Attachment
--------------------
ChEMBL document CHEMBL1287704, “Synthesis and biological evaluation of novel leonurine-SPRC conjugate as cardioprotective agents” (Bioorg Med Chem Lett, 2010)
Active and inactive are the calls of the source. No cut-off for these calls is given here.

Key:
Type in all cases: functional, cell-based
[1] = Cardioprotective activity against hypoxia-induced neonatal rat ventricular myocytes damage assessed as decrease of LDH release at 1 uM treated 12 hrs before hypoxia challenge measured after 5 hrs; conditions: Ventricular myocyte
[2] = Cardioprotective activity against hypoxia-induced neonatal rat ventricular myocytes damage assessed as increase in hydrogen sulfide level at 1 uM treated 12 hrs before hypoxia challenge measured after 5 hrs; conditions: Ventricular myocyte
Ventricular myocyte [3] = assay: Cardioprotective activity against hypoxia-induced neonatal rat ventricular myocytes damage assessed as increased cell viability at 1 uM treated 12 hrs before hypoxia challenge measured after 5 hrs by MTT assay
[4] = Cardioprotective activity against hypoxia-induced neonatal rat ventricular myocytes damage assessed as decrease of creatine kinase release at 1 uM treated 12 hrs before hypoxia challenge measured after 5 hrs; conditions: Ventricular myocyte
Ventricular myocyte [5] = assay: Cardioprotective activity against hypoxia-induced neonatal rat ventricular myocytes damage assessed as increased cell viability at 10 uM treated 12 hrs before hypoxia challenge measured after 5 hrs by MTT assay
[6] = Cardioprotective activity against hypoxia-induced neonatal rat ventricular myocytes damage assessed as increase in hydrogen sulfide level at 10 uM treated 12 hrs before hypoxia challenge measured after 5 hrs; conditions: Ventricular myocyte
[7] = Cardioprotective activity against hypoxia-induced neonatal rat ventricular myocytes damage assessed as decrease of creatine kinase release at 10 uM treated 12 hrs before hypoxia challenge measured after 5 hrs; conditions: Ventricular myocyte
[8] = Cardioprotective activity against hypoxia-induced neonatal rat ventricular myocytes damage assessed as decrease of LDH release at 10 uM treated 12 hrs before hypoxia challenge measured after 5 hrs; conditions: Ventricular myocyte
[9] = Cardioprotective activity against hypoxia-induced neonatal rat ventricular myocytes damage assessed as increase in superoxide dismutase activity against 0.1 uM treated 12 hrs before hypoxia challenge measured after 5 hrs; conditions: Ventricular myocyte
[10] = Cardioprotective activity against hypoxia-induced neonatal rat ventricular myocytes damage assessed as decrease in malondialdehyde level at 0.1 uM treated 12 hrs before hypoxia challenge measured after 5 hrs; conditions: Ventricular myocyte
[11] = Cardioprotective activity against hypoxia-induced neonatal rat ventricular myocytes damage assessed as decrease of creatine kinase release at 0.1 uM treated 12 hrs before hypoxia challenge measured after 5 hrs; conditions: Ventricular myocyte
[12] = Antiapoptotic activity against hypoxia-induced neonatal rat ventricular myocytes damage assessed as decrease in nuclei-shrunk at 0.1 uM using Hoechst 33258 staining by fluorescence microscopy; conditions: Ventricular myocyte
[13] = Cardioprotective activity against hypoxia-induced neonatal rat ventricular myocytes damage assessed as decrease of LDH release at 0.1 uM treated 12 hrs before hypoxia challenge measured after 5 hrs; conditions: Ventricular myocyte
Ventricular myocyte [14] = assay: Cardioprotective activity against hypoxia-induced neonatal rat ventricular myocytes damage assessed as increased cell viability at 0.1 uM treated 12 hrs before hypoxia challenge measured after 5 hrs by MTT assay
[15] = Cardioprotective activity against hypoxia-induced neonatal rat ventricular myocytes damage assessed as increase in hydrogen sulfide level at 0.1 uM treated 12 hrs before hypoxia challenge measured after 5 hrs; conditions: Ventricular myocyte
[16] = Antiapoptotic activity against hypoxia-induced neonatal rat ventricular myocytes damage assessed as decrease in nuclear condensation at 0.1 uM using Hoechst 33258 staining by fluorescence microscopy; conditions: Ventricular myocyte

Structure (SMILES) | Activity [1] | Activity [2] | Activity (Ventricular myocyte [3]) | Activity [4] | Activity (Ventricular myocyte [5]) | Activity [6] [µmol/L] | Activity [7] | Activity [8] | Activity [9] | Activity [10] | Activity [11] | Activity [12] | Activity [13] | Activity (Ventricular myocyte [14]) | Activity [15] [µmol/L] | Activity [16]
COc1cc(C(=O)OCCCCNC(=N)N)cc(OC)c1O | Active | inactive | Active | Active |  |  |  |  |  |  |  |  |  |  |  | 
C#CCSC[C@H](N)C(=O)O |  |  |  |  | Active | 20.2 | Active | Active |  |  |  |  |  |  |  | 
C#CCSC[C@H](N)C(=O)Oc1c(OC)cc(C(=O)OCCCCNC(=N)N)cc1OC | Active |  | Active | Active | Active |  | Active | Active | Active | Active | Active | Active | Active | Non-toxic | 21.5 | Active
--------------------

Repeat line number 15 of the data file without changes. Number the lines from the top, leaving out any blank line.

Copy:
[11] = Cardioprotective activity against hypoxia-induced neonatal rat ventricular myocytes damage assessed as decrease of creatine kinase release at 0.1 uM treated 12 hrs before hypoxia challenge measured after 5 hrs; conditions: Ventricular myocyte